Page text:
There was always one or two relatives there, who kept in close touch with other family members. The men always went from there to the synagogue, including my father. I know that on Yom Kippur they had to be on time, and when they signaled the end of the Yom Kippur, because we had been fasting too, we had tea and supper there. There was a strange habit at the end of the holiday, when the first star appeared and they blow the shofar, that’s when we had snacks, coffee with milk, a special ring cake and fruit. After the 24 or 26 hours of fasting, I ate whatever didn’t trouble my stomach. The men came from synagogue very hungry, and once we’d laid the table, out came the snacks. And about an hour or 90 minutes later, there was paprika chicken with rice, that was the supper. These holidays were celebrated for quite a long time, maybe up to the early 1970s, I think my children even came with us.

And then we spent a few weeks in the Swedish protected house at Pozsonyi Road 4. I don’t know exactly when we were there. From there we went to the ghetto. They herded us together one winter morning, sounding the bell for the whole house. We went on foot, and didn’t know whether we were being taken to [be shot at] the Danube, or somewhere else. We heard the dull sound of shooting from all around. But a child is not yet completely aware, and never has the sense of fear that adults have. And so we didn’t end up at the Danube, but in the ghetto. What should I say about that? We were starving, freezing, it was bad. It’s a bad memory, which completely broke my childhood in two. We were in a horrible basement, because there were no longer any free apartments, they ghetto was already full, I don’t know how many there were of us. No beds, no nothing, I remember there was an elderly lady concierge who had a large bed, and I slept in there with her. My parents slept somewhere on the floor. There were mattresses laid all around. Whether there was any heating at all, I don’t know. We were lucky, since the winter of 1944 was not particularly cold. We couldn’t leave to go outside, the whole territory was sealed off. It was possible to leave the house and stroll for a bit, but I don’t really remember that much. I only remember that I spent a lot of time with my parents. And we were glad when the day was over. We spent every day doing nothing. Listening to the bombings, shootings, and the news that came. I don’t think there were any other children there. Nor do I know whether they gave us anything to eat, or who. We had very little food. We survived in the ghetto thanks to the fact that Pest was already surrounded by the Russians, and so we avoided deportation. But we were always very hungry, and at the very last moment, on January 18, when the Russians arrived, they started handing out jam and things like that. When they opened the ghetto—we were there at the end of Akácfa Street by Király Street, the last house before the Terézváros church—and we broke through the hoarding planks to get home. The last days were pretty eventful, with Germans and Russians coming and going. My grandmother was somehow with us until the end, and was also liberated, but her diabetes was so advanced by then that her body gave up from the starvation, and she died a few weeks later. I remember they took her to the cemetery on a delivery cart. We got hold of a coffin, and that’s how she had to be taken to Rákoskeresztúr.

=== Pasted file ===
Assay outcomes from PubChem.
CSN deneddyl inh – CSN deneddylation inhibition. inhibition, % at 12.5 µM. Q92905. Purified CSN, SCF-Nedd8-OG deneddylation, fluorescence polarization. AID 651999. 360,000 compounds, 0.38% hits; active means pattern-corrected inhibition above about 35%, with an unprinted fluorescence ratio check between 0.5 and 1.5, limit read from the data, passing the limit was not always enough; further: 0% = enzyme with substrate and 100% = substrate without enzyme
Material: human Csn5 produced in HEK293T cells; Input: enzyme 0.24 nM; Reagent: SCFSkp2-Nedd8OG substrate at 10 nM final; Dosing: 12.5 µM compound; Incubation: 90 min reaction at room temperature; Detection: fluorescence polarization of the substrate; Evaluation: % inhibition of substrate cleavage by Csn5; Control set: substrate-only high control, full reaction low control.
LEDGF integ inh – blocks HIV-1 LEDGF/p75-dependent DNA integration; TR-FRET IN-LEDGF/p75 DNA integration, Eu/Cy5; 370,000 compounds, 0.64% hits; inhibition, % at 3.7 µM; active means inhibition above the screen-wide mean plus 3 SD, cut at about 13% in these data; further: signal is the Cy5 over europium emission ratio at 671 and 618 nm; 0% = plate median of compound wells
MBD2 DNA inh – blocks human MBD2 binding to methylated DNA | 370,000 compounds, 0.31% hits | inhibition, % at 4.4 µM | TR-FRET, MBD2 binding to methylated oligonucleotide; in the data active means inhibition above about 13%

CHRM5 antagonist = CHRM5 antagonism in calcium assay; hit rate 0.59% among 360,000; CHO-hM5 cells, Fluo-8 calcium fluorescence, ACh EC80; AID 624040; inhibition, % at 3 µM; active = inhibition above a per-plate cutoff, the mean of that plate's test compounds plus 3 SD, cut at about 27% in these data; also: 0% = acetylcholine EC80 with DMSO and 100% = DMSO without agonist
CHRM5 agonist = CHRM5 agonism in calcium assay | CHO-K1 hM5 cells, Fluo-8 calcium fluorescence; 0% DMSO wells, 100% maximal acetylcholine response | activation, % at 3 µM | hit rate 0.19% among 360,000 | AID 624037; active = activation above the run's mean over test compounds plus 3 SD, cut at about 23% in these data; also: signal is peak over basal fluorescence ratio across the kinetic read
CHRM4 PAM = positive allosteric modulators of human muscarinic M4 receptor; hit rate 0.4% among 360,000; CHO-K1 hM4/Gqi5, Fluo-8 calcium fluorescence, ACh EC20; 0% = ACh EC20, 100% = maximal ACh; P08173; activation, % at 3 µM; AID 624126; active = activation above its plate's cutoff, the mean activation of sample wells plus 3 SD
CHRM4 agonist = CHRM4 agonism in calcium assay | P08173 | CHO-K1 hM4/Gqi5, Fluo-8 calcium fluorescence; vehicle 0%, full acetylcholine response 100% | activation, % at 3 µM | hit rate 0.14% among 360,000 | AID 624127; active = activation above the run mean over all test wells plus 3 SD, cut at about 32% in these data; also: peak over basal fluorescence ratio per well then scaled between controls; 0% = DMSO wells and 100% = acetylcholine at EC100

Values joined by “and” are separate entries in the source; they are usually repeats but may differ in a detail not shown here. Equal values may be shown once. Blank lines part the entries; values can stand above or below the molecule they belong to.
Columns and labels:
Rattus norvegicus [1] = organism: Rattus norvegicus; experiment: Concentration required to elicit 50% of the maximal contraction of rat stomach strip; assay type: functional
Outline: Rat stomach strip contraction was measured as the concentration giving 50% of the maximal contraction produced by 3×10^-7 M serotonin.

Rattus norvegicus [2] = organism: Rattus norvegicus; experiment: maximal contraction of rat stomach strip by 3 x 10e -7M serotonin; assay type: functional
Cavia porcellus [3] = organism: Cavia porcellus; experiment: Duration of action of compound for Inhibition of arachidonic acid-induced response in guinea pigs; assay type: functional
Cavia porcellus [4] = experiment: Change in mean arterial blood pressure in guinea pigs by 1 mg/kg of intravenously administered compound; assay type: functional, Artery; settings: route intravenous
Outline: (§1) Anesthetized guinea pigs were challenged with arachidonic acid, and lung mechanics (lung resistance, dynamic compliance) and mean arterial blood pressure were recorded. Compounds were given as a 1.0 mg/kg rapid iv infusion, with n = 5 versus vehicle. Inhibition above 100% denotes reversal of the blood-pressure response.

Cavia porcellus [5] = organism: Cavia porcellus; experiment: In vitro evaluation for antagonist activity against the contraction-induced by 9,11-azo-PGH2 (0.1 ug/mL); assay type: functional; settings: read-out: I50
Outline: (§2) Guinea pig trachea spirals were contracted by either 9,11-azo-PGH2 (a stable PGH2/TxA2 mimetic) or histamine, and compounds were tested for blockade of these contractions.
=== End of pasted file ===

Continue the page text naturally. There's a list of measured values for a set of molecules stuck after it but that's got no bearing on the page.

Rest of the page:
From the Centropa archive.